Before we address the issues arising under the FSIA and the Due Process Clause, we first want to make it clear that our decision today does not address or decide whether the plaintiffs have stated a cause of action against Libya. The parties appear to assume that a substantive claim against Libya arises under the FSIA, but this is far from clear. The FSIA is undoubtedly a jurisdictional statute which, in specified cases, eliminates foreign sovereign immunity and opens the door to subject matter jurisdiction in the federal courts. See First Nat'l City Bank v. Banco Para El Comercio Exterior de Cuba, 462 U.S. 611, 620, 103 S.Ct. 2591, 2596-97, 77 L.Ed.2d 46 (1983). There is a question, however, whether the FSIA creates a federal cause of action for torture and hostage taking against foreign states. See Roeder v. Islamic Republic of Iran, 195 F.Supp.2d 140, 171-73 (D.D.C.2002).

The "Flatow Amendment" to the FSIA confers a right of action for torture and hostage taking against an "official, employee, or agent of a foreign state," Pub. L. No. 104-208, Div. A, Title I, § 101(c) (Sept. 30, 1996), codified at 28 U.S.C. § 1605 (note); see Flatow v. Islamic Republic of Iran, 999 F.Supp. 1, 12-13 (D.D.C.1998), but the amendment does not list "foreign states" among the parties against whom such an action may be brought. While it is possible that such an action could be brought under the "international terrorism" statute, 18 U.S.C. § 2333(a), cf. Boim v. Quranic Literacy Inst., 291 F.3d 1000 (7th Cir.2002), no such claim has been raised in this case.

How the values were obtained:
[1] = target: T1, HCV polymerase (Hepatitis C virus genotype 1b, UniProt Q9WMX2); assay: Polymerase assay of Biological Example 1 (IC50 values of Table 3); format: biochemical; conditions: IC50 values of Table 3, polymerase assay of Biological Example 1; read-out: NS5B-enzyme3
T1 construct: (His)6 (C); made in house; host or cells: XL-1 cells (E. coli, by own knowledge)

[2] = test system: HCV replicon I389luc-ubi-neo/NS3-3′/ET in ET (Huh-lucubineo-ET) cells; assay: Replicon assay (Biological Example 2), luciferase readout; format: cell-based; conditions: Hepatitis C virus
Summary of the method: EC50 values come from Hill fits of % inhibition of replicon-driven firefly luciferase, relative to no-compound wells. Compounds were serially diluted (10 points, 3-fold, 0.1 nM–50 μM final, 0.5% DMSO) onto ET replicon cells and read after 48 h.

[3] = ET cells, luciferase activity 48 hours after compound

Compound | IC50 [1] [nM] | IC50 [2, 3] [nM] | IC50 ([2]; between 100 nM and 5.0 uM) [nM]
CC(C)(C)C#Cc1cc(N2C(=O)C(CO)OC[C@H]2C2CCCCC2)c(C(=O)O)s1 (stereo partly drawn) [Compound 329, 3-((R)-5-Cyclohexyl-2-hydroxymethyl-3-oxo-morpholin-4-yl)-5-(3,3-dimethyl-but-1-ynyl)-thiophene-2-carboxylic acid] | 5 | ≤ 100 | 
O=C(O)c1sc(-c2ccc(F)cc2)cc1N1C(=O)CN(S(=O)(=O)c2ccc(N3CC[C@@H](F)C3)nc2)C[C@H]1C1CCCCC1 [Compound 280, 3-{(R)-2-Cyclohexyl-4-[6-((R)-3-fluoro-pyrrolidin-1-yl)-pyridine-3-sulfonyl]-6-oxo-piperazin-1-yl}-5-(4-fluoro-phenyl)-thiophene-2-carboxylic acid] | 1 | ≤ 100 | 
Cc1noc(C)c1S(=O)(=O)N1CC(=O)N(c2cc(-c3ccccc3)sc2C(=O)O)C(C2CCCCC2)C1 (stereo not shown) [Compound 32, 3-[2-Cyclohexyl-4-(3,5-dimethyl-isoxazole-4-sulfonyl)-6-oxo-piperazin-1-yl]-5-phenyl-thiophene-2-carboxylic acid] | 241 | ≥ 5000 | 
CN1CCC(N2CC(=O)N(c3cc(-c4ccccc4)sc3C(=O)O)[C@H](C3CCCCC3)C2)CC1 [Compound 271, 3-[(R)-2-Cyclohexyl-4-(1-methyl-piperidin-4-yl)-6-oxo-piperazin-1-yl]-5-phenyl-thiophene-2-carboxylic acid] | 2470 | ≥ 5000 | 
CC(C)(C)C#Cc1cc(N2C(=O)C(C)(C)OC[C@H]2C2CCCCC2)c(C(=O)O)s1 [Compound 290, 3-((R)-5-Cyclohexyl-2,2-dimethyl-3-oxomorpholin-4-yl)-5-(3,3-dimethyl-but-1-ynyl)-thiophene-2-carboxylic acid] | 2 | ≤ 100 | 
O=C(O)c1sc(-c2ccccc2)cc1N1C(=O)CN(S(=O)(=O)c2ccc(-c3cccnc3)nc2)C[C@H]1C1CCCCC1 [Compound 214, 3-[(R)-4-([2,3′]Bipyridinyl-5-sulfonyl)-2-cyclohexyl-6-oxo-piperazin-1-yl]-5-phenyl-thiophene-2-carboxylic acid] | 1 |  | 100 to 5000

The question relating to plaintiffs' cause of action has yet to be raised or addressed in the District Court, and it was neither briefed nor argued by the parties during this appeal. Therefore, although we flag the issue, we will leave its disposition to the District Court in the first instance following remand of this case. We will turn our attention now to the matters before us, i.e., the issues arising under the FSIA and the Due Process Clause.

B. The 1996 Amendments to the Foreign Sovereign Immunities Act

The FSIA provides a basis for asserting jurisdiction over foreign nations in the United States. Argentine Republic v. Amerada Hess Shipping Corp., 488 U.S. 428, 443, 109 S.Ct. 683, 693, 102 L.Ed.2d 818 (1989). The statute, which was originally enacted in 1976, confers immunity on foreign states in all cases that do not fall into one of its specifically enumerated exceptions. See 28 U.S.C. §§ 1605, 1607; McKesson HBOC, Inc. v. Islamic Republic of Iran, 271 F.3d 1101, 1105 (D.C.Cir. 2001). These exceptions were crafted in order to codify the "restrictive theory" of sovereign immunity, under which immunity is generally limited to a foreign state's public or governmental acts (jure imperii) but withheld from its private or commercial acts (jure gestionis). See H.R. REP. No. 94-1487, at 7 (1976); Jackson v. People's Republic of China, 794 F.2d 1490, 1493 (11th Cir.1986).

The FSIA thus begins with a presumption of foreign sovereign immunity, 28 U.S.C. § 1604, qualified by a list of specific circumstances in which that immunity is unavailable. These include cases in which the state has waived its immunity, id. at § 1605(a)(1), cases based upon various forms of commercial activity, id. at § 1605(a)(2), takings of property in violation of international law, id. ...